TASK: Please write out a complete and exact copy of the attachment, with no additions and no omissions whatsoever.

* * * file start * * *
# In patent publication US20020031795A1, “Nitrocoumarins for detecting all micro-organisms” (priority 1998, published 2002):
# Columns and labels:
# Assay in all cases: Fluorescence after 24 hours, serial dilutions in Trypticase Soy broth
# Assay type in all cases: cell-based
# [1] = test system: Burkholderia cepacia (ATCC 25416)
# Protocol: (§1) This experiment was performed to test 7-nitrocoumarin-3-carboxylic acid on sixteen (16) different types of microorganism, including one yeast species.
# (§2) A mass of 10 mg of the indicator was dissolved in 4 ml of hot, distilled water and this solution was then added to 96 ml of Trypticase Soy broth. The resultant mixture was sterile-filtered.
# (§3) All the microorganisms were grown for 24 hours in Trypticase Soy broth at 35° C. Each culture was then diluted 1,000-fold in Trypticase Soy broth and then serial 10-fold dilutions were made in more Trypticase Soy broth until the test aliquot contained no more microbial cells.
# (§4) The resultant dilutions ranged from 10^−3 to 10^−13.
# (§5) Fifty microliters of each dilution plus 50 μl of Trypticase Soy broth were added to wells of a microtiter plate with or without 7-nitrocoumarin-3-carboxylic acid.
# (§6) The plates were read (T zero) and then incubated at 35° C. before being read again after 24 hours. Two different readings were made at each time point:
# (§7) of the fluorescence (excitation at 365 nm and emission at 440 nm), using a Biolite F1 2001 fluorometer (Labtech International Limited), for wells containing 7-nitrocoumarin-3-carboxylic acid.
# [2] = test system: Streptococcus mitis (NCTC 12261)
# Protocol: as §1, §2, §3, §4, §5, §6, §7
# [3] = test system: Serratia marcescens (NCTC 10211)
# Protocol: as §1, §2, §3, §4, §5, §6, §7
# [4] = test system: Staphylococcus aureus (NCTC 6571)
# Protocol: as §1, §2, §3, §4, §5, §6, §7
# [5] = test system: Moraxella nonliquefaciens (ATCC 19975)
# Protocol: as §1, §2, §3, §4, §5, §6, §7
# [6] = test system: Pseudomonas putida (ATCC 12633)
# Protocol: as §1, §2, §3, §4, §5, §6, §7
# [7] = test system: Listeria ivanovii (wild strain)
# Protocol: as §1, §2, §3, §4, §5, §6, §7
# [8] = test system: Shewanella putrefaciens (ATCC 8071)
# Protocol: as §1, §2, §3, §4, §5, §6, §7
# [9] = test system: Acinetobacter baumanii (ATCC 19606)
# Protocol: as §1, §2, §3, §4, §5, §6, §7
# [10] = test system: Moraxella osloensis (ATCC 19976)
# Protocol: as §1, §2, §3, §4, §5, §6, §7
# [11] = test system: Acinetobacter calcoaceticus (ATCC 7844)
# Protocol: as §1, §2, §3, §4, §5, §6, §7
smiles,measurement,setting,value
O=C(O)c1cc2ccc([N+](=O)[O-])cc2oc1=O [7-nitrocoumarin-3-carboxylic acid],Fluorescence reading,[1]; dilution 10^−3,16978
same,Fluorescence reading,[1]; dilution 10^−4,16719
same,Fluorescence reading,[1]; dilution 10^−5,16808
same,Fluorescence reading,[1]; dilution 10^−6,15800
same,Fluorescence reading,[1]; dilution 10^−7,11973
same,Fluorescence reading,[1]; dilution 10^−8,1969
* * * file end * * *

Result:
# In patent publication US20020031795A1, “Nitrocoumarins for detecting all micro-organisms” (priority 1998, published 2002):
# Columns and labels:
# Assay in all cases: Fluorescence after 24 hours, serial dilutions in Trypticase Soy broth
# Assay type in all cases: cell-based
# [1] = test system: Burkholderia cepacia (ATCC 25416)
# Protocol: (§1) This experiment was performed to test 7-nitrocoumarin-3-carboxylic acid on sixteen (16) different types of microorganism, including one yeast species.
# (§2) A mass of 10 mg of the indicator was dissolved in 4 ml of hot, distilled water and this solution was then added to 96 ml of Trypticase Soy broth. The resultant mixture was sterile-filtered.
# (§3) All the microorganisms were grown for 24 hours in Trypticase Soy broth at 35° C. Each culture was then diluted 1,000-fold in Trypticase Soy broth and then serial 10-fold dilutions were made in more Trypticase Soy broth until the test aliquot contained no more microbial cells.
# (§4) The resultant dilutions ranged from 10^−3 to 10^−13.
# (§5) Fifty microliters of each dilution plus 50 μl of Trypticase Soy broth were added to wells of a microtiter plate with or without 7-nitrocoumarin-3-carboxylic acid.
# (§6) The plates were read (T zero) and then incubated at 35° C. before being read again after 24 hours. Two different readings were made at each time point:
# (§7) of the fluorescence (excitation at 365 nm and emission at 440 nm), using a Biolite F1 2001 fluorometer (Labtech International Limited), for wells containing 7-nitrocoumarin-3-carboxylic acid.
# [2] = test system: Streptococcus mitis (NCTC 12261)
# Protocol: as §1, §2, §3, §4, §5, §6, §7
# [3] = test system: Serratia marcescens (NCTC 10211)
# Protocol: as §1, §2, §3, §4, §5, §6, §7
# [4] = test system: Staphylococcus aureus (NCTC 6571)
# Protocol: as §1, §2, §3, §4, §5, §6, §7
# [5] = test system: Moraxella nonliquefaciens (ATCC 19975)
# Protocol: as §1, §2, §3, §4, §5, §6, §7
# [6] = test system: Pseudomonas putida (ATCC 12633)
# Protocol: as §1, §2, §3, §4, §5, §6, §7
# [7] = test system: Listeria ivanovii (wild strain)
# Protocol: as §1, §2, §3, §4, §5, §6, §7
# [8] = test system: Shewanella putrefaciens (ATCC 8071)
# Protocol: as §1, §2, §3, §4, §5, §6, §7
# [9] = test system: Acinetobacter baumanii (ATCC 19606)
# Protocol: as §1, §2, §3, §4, §5, §6, §7
# [10] = test system: Moraxella osloensis (ATCC 19976)
# Protocol: as §1, §2, §3, §4, §5, §6, §7
# [11] = test system: Acinetobacter calcoaceticus (ATCC 7844)
# Protocol: as §1, §2, §3, §4, §5, §6, §7
smiles,measurement,setting,value
O=C(O)c1cc2ccc([N+](=O)[O-])cc2oc1=O [7-nitrocoumarin-3-carboxylic acid],Fluorescence reading,[1]; dilution 10^−3,16978
same,Fluorescence reading,[1]; dilution 10^−4,16719
same,Fluorescence reading,[1]; dilution 10^−5,16808
same,Fluorescence reading,[1]; dilution 10^−6,15800
same,Fluorescence reading,[1]; dilution 10^−7,11973
same,Fluorescence reading,[1]; dilution 10^−8,1969